For non-bearing walls, Mn can be calculated ignoring the effect of axial forces, as they have an insignificant effect on its flexural behavior.

If the location of the resultant forces acting on the wall lies within the middle third of the wall (as shown in Figure 4) and it is subject to an axial load that causes out-of-plane flexure, then Pn is calculated as:

The total in plane shear strength of a wall Vn is the sum of the strengths of the concrete Vc and steel reinforcement Vs. The portion of total in-plane shear strength provided by the concrete section is calculated using Table 11.5.4.6:

It should also be noted that if the length of the wall is greater or equal to its height (i.e. hw <= 2lw), then it requires a more analytical design approach and must follow the strut-tie-method outlined in Chapter 23.

The portion of total in-plane shear strength provided by reinforcement is calculated as:

Once V_c and V_s have been calculated, check the total shear strength of the wall against in-plane design action effects:

Identical to the calculation of in-plane shear strength, equations and design procedures for out-of-plane shear strength change depending on the presence of prestressing and axial forces.

If the wall is non-prestressed and there is no axial force applied to it, then the portion of the total out-of-plane shear strength provided by concrete V_c can be calculated as:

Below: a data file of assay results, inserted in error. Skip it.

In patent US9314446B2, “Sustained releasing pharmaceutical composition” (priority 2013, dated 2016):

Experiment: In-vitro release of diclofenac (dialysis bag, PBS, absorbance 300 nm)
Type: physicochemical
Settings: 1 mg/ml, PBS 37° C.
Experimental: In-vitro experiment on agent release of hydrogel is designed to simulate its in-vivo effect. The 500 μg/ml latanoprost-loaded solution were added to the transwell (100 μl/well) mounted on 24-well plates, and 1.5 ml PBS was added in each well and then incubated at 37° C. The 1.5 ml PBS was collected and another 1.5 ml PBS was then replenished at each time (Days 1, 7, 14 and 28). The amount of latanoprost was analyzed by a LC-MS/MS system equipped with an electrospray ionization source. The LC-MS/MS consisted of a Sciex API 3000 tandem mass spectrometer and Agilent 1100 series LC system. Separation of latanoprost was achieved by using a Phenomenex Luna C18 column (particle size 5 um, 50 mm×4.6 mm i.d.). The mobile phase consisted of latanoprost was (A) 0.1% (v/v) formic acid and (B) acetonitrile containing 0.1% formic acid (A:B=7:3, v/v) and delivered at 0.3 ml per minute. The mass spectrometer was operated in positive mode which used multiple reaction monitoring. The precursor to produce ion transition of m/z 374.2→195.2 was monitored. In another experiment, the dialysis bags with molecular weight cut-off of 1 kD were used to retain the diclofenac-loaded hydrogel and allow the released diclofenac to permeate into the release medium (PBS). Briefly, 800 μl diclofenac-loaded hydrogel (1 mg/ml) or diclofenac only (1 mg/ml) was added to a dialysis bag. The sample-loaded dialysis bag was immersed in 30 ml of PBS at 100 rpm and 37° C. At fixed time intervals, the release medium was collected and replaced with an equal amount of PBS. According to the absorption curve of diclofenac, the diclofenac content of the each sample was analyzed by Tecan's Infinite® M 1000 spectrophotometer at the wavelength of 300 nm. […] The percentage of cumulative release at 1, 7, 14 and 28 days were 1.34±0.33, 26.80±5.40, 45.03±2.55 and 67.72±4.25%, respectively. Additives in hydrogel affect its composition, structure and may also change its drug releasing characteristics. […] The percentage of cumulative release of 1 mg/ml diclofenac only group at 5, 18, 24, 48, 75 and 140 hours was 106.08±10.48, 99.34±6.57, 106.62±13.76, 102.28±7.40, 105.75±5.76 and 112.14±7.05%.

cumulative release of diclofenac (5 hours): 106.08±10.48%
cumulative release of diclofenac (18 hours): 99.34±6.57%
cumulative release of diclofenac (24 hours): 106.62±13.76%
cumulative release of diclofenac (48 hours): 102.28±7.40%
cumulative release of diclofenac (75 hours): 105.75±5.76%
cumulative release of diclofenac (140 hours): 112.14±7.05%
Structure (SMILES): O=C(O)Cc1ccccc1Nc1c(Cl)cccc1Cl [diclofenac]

Or, using Table 22.5.5.1, which provides more detailed formulae:

If the wall is non-prestressed and axial compression is present, then the portion of the total out-of-plane shear strength provided by concrete Vc can be calculated as:

If the wall is non-prestressed and there is significant axial tension present, then the portion of the total out-of-plane shear strength provided by concrete Vc can be calculated as:

The equation above is similar to Clause 22.5.6; however, as concrete is significantly weaker in tension than in compression, the provided shear strength is deemed to be lower. This is reflected in the equation as when Nu becomes negative, Vc is reduced.

This clause is applicable for pre- and post-tensioned flexural members in regions of the structure where the effective stress in the prestressed reinforcement is fully transferred to the concrete. Effective stress If the member satisfies the following condition, then Vc can be calculated using Table 22.5.8.2:

It should also be noted that equations in Table 7 may be applied to walls with prestressed reinforcements only as well as walls with a combination of prestressed and non-prestressed reinforcement.

Additionally, Vc for prestressed members can be the lesser of the out-of-plane flexural-shear strength Vci and web-shear strength Vw:

In sections of the wall where concrete alone isn’t strong enough, the portion of total out-of-plane shear strength required from transverse reinforcement V_s is calculated such that:

Once Vc and Vs have been calculated, check the total shear strength of the wall against out-of-plane design action effects: